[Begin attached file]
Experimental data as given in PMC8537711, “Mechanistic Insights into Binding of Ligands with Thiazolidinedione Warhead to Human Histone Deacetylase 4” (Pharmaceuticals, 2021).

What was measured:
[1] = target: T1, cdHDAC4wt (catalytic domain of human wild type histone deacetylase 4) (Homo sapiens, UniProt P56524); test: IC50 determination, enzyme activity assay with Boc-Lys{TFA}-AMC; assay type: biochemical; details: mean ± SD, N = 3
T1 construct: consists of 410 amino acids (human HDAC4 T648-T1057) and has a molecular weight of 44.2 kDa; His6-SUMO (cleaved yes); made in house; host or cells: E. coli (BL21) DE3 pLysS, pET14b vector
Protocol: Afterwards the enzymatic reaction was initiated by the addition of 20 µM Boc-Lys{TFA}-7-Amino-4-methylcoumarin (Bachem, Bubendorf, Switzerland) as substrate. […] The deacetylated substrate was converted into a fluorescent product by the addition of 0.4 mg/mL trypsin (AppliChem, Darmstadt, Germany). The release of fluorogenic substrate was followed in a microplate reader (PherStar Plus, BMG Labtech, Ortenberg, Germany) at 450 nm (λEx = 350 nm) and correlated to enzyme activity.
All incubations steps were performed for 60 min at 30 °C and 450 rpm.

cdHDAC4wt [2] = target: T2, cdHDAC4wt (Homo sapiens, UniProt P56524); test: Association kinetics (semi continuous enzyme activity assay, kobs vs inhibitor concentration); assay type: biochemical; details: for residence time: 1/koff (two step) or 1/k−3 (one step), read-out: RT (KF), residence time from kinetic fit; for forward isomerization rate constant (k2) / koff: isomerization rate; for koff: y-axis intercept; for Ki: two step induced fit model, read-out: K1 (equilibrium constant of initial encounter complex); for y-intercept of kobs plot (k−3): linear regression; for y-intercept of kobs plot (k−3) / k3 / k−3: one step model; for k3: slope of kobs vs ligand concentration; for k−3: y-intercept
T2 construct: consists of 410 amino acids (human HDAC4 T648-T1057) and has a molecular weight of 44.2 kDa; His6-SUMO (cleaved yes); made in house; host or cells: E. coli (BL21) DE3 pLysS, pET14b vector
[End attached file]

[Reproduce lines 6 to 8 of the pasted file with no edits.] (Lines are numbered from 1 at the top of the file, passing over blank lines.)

All incubations steps were performed for 60 min at 30 °C and 450 rpm.

cdHDAC4wt [2] = target: T2, cdHDAC4wt (Homo sapiens, UniProt P56524); test: Association kinetics (semi continuous enzyme activity assay, kobs vs inhibitor concentration); assay type: biochemical; details: for residence time: 1/koff (two step) or 1/k−3 (one step), read-out: RT (KF), residence time from kinetic fit; for forward isomerization rate constant (k2) / koff: isomerization rate; for koff: y-axis intercept; for Ki: two step induced fit model, read-out: K1 (equilibrium constant of initial encounter complex); for y-intercept of kobs plot (k−3): linear regression; for y-intercept of kobs plot (k−3) / k3 / k−3: one step model; for k3: slope of kobs vs ligand concentration; for k−3: y-intercept
T2 construct: consists of 410 amino acids (human HDAC4 T648-T1057) and has a molecular weight of 44.2 kDa; His6-SUMO (cleaved yes); made in house; host or cells: E. coli (BL21) DE3 pLysS, pET14b vector